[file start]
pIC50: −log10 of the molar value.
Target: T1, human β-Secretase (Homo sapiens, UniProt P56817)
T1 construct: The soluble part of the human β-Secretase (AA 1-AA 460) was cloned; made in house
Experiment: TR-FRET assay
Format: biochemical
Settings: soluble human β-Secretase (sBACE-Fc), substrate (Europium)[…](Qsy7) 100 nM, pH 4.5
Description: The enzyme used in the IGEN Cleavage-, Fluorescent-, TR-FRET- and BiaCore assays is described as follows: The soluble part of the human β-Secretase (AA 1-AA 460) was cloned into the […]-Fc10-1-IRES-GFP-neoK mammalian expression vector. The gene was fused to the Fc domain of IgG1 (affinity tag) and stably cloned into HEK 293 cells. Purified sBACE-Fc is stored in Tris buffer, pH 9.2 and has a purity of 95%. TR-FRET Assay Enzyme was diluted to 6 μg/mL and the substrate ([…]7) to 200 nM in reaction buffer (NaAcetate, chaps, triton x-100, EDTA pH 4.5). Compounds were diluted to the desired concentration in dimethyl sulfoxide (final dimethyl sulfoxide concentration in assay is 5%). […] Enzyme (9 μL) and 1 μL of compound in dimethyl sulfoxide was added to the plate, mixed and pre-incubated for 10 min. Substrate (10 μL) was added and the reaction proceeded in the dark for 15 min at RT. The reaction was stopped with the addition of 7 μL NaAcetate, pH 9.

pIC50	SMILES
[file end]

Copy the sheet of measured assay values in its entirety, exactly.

pIC50: −log10 of the molar value.
Target: T1, human β-Secretase (Homo sapiens, UniProt P56817)
T1 construct: The soluble part of the human β-Secretase (AA 1-AA 460) was cloned; made in house
Experiment: TR-FRET assay
Format: biochemical
Settings: soluble human β-Secretase (sBACE-Fc), substrate (Europium)[…](Qsy7) 100 nM, pH 4.5
Description: The enzyme used in the IGEN Cleavage-, Fluorescent-, TR-FRET- and BiaCore assays is described as follows: The soluble part of the human β-Secretase (AA 1-AA 460) was cloned into the […]-Fc10-1-IRES-GFP-neoK mammalian expression vector. The gene was fused to the Fc domain of IgG1 (affinity tag) and stably cloned into HEK 293 cells. Purified sBACE-Fc is stored in Tris buffer, pH 9.2 and has a purity of 95%. TR-FRET Assay Enzyme was diluted to 6 μg/mL and the substrate ([…]7) to 200 nM in reaction buffer (NaAcetate, chaps, triton x-100, EDTA pH 4.5). Compounds were diluted to the desired concentration in dimethyl sulfoxide (final dimethyl sulfoxide concentration in assay is 5%). […] Enzyme (9 μL) and 1 μL of compound in dimethyl sulfoxide was added to the plate, mixed and pre-incubated for 10 min. Substrate (10 μL) was added and the reaction proceeded in the dark for 15 min at RT. The reaction was stopped with the addition of 7 μL NaAcetate, pH 9.

pIC50	SMILES